The Saturday Syndrome!

I was fairly new in my chosen field of teaching, having recently ditched the all-time favourite foreign ministry prize that was exclusively reserved for those who topped the competitive civil service officers’ selection examination in those days. But I was old enough to be deeply troubled when the government announced that the existing half-day office attendance on Saturday was done away with for civil servants. Though a conspicuous part of civil service, teachers were out of the loop!

My misgiving emanated not from missing the half-day break at the fag-end of a heavy teaching-week; it arose from the fact that Bhutan then had a long…long way to go in the journey of nation-building. There was so much to do. And, somehow, in the deep recesses of my being, it didn’t feel right that we should help ourselves to two full days of holiday when the need of the hour was to enlist every single moment to the big task ahead of us.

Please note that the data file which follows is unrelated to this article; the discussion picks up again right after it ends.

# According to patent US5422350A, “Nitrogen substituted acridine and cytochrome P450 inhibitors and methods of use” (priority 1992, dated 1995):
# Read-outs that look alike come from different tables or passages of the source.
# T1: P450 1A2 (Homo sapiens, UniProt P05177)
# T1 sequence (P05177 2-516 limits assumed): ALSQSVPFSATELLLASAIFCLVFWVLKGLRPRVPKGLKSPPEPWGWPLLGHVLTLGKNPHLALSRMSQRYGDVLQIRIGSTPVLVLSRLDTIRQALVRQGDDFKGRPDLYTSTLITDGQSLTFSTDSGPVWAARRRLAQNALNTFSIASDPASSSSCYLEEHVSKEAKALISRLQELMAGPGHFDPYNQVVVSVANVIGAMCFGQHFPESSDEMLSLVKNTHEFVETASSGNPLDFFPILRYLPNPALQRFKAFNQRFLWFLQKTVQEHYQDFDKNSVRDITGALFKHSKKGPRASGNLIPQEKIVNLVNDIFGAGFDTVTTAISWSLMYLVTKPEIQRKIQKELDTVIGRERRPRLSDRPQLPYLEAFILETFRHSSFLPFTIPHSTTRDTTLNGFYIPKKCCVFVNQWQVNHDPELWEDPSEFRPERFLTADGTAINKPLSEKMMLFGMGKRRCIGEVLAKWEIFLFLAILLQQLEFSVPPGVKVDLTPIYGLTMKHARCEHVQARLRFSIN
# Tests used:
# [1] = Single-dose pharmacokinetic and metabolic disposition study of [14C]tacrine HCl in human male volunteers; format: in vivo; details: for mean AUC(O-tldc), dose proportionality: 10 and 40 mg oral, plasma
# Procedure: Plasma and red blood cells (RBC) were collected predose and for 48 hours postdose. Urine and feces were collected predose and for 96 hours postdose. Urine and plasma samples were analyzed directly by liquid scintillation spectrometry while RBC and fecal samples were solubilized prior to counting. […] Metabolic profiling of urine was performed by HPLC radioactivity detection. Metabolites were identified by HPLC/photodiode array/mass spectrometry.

But, that was in the last century. And, I am reminded time and time again that we should graduate to the 21st century and that we should measure up! What hasn’t changed though is the fact that the process of nation-building is still work in progress.

Saturday has gained unprecedented pre-eminence of late. As the new academic session gets underway, the country has been treated to a growing cacophony of claims and counter-claims arising from the fact that the youngest member of the week happened to bolster a tempting election agenda not so long ago.  

But, by all means, if it was a pledge made with honour, why not fulfil it with honour and dignity? It is sad that our teachers have been made to ask for and justify what might have been taken for granted based on the assurances given to the largest segment of the civil service by far.

The cardinal sin, to be sure, is not with Saturday or any other day, with syllabus-coverage or campaign pledges. The fatal fault lies with the populist brand of Democracy, as it is understood and practised around the world today!

Even as the so-called established democracies have shown us, this novel system is not for the vulnerable or the weak. Authentic democracy takes tremendous discipline, self-discipline that is; it takes self-respect; it takes integrity, above all. A deep sense of responsibility, genuine mutual respect, and conscious self-discipline are the basic tenets of Democracy, worth the name.